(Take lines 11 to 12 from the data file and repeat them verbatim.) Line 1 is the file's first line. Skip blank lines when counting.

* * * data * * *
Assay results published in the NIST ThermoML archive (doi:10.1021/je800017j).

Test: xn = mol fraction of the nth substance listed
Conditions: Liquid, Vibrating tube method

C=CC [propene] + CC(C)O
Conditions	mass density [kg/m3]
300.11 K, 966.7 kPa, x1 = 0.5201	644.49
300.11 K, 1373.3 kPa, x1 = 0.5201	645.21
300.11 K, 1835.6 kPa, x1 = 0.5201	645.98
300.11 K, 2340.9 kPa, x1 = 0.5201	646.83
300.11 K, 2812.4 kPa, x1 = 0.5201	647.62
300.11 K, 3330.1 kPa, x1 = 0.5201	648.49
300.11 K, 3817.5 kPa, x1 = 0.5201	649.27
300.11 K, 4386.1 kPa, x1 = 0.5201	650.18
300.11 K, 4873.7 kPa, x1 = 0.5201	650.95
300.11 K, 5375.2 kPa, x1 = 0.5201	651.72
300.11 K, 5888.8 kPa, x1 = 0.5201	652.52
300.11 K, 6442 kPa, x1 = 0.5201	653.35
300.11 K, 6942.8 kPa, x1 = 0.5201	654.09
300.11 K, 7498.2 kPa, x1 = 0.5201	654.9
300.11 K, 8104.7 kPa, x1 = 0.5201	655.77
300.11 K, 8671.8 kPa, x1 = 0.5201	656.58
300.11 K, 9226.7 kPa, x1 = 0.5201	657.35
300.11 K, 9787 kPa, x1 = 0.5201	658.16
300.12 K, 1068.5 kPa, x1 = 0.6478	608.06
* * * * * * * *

300.11 K, 3330.1 kPa, x1 = 0.5201	648.49
300.11 K, 3817.5 kPa, x1 = 0.5201	649.27